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House prices up 8% over a year

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Average prices are up, but the gap between the South and the rest of the UK is stark
House prices up 8% over a year

UK house prices rose by 7.9% in the year to January 2016, up from 6.7% in the year to December 2015, according to the Office for National Statistics.

It said that house price annual inflation was 8.6% in England, -0.3% in Wales, 0.1% in Scotland and 0.8% in Northern Ireland.

Annual house price increases in England were boosted by an annual increase in the South East (11.7%), London (10.8%) and the East (9.8%).

When London and the South East are excluded from the figures, UK house prices increased by 5.1% in the 12 months to January 2016.

Different buyers

In January 2016, prices paid by first-time buyers were 7.7% higher on average than in January 2015, while for existing owners, prices increased by 8.0% for the same period.

The average house price across the UK in January 2016 was £292,000.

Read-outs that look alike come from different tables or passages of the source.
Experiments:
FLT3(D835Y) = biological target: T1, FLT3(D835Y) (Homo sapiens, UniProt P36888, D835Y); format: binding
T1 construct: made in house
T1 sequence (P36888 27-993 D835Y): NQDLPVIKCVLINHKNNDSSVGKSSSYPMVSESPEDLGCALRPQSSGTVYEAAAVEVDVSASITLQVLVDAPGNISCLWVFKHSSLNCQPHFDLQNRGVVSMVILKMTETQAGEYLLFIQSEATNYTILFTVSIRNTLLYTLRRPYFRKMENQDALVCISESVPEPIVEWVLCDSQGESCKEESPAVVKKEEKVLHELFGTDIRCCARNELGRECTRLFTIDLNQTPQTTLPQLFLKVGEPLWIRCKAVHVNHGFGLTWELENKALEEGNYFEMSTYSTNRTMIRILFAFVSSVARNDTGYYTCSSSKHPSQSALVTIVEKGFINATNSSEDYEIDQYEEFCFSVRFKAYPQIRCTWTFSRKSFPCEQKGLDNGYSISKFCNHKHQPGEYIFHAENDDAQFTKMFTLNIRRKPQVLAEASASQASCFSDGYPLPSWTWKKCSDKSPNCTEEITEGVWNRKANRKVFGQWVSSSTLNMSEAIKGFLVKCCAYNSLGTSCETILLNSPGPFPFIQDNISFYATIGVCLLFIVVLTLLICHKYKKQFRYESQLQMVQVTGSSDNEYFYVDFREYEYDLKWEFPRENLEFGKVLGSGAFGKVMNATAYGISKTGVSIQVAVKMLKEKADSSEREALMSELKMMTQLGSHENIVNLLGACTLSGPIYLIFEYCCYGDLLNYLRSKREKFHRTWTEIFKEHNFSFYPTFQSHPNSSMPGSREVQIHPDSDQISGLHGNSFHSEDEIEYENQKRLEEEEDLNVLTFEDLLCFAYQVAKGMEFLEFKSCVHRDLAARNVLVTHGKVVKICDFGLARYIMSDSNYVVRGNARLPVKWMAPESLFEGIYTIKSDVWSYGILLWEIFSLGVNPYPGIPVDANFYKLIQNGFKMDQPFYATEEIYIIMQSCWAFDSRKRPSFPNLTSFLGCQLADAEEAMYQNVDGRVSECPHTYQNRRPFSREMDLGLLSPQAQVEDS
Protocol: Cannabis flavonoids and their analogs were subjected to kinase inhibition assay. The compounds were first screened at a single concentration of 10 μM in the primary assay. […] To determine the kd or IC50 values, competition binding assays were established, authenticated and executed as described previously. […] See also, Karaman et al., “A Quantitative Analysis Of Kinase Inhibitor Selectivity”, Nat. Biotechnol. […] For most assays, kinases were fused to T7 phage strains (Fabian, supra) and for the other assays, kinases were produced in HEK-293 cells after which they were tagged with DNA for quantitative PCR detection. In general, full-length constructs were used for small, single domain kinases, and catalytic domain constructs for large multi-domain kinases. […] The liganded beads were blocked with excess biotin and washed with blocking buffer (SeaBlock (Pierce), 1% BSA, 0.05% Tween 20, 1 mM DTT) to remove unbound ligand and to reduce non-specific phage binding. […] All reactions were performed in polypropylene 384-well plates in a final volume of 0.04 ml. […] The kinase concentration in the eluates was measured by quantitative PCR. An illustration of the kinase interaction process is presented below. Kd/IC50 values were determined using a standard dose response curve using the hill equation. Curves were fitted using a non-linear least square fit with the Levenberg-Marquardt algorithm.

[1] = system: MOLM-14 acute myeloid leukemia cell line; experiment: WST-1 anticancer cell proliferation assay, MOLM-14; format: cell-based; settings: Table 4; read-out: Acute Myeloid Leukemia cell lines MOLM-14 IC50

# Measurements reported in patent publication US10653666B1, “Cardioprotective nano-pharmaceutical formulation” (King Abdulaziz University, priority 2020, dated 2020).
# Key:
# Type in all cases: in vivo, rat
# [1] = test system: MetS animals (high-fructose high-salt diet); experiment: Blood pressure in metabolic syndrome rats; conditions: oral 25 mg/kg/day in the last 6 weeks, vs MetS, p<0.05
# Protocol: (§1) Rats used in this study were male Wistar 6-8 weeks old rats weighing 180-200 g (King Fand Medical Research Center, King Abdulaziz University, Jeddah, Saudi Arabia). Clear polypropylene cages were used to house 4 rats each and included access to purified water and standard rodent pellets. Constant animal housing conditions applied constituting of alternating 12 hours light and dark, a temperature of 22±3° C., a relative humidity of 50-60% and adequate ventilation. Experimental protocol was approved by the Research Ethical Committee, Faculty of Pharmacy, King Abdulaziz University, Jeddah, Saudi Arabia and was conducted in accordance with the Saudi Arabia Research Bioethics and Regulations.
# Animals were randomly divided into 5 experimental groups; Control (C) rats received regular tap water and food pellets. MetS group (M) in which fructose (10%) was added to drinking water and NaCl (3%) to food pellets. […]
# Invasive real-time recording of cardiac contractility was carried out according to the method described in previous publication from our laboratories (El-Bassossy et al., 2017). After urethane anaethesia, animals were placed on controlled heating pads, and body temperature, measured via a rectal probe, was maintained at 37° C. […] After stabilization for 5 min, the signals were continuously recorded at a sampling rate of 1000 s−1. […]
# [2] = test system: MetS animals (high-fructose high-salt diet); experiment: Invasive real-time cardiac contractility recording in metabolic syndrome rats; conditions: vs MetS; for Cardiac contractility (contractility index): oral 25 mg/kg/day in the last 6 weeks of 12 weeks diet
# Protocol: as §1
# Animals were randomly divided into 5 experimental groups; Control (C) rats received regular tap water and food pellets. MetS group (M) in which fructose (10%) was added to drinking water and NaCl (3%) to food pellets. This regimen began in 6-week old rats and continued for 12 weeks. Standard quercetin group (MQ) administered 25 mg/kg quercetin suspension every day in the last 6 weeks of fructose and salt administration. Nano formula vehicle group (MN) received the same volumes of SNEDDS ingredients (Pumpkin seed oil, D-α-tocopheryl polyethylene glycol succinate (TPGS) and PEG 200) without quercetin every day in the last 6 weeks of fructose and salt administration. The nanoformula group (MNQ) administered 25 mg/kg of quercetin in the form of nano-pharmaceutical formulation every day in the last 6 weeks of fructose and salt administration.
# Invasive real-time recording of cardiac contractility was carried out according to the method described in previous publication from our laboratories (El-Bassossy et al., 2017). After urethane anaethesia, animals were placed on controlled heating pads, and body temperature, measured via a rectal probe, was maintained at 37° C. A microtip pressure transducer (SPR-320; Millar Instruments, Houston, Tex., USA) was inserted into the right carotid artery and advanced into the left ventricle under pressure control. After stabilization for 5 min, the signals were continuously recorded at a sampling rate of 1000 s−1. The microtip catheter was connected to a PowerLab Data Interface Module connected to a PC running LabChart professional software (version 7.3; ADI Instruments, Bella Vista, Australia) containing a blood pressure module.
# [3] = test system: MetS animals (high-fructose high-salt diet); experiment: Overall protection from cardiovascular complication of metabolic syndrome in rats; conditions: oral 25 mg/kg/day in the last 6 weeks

Jonathan Hopper, managing director of Garrington Property Finders, said there was a huge divide in the property market: “Seldom has the gulf between Britain’s two-speed property market been so stark.

“The white heat of the London market has radiated out to include not just South East England but also East Anglia. Together these three regions now form a holy trinity of confidence, and a halo of double-digit price growth that stubbornly refuses to slip.

“Average prices in all three areas hit record levels in January, while in the rest of England and Wales prices dipped.

“Britain’s property market isn’t so much two-speed as heading in opposite directions.”

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